Earlier this month I had the opportunity to attend the Master Brewers Association of the Americas' Mid-Atlantic District meeting in Northern Virginia. Simply put: it was a fun, informative and certainly worthwhile trip.
The first night we loaded up a shuttle from the hotel to the welcome party at Beltway Brewing Company. As we passed beers around the shuttle we realized that of the 15 or so guys on the bus, only one was beardless...clearly he was the only one who was not a brewer. Beltway Brewing is a pretty cool operation. They are a contract brewery, only producing beer for other operations, while having none of their own brands. It’s an interesting business model, and one that will likely gain steam with so many new start-up and expanding breweries. The real treat of the night for me was getting to try a friend of mine’s beer that Beltway produces for him (check out Wooden Skiff Brewing Company when you get the chance)!
Saturday morning came bright and early and we headed over to Lost Rhino Brewing Company for the day’s lectures and meetings (and coffee...and later, beer). There were great presentations on everything from beer stabilization aids (including one capable of producing beers with gluten content below 20ppm - which I have used successfully on a homebrew scale for a friend with Celiac disease) to the effect of mashing regimes on sour beers. This latter presentation from Michael Tonsmeire, author of the new book American Sour Beers: Innovative Techniques for Mixed Fermentations, was probably my favorite of the day with lots of practical advice for manipulating the production of different flavors by wild yeasts and bacteria.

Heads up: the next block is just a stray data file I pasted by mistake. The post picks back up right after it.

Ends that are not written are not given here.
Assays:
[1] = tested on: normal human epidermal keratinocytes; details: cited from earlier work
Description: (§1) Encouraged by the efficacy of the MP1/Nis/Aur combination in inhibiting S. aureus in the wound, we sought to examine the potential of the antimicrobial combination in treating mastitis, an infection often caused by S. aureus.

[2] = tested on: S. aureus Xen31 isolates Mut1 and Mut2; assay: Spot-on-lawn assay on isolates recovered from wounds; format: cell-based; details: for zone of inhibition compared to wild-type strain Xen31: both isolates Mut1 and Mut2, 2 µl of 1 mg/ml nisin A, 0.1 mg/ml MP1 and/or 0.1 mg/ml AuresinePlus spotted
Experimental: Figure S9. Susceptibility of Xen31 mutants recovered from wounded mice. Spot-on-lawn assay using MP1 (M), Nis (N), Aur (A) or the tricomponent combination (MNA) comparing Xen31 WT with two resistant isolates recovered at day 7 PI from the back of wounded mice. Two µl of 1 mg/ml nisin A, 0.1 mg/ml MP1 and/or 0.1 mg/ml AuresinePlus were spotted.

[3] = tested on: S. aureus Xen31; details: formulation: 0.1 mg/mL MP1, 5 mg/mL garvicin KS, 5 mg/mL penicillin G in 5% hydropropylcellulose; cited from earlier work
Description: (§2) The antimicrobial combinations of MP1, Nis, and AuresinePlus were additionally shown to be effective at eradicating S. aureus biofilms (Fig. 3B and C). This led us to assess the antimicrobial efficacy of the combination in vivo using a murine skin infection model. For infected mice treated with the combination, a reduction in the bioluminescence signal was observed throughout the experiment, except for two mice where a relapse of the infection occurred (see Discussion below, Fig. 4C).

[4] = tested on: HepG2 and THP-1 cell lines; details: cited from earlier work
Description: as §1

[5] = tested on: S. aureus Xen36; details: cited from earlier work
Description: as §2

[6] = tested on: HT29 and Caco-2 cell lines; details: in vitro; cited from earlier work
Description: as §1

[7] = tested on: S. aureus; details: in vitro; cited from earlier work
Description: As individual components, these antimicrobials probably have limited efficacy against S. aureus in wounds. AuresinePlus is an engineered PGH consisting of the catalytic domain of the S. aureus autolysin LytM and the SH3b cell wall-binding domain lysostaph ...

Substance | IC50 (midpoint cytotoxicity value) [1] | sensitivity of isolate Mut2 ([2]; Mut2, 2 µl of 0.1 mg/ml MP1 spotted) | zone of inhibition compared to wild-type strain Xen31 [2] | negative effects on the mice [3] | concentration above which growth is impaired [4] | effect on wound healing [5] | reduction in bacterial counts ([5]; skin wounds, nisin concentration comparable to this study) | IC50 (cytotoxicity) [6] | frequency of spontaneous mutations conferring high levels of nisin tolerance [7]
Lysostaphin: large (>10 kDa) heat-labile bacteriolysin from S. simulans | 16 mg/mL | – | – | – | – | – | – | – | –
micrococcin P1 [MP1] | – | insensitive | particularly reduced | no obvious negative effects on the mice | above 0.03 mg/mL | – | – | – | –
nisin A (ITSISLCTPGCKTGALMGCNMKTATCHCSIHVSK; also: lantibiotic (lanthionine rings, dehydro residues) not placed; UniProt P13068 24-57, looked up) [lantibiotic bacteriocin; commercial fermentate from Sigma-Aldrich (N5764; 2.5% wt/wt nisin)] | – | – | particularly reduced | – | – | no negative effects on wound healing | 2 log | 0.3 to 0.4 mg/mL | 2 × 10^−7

After a long day of presentations and MBAA district business, it was time for happy hour and an awesome catered dinner. When you fill a room with over a hundred brewers, the beer cooler is a thing of beauty, and somehow it magically refills itself. It was a fun night filled with interesting beers and lots of talking shop with other brewers. It was my first MBAA meeting in my new Mid-Atlantic District, and certainly won’t be my last. There’s such a wealth of knowledge shared at these meetings that I’d seriously recommend joining the MBAA to anyone working on the production side of the brewing business.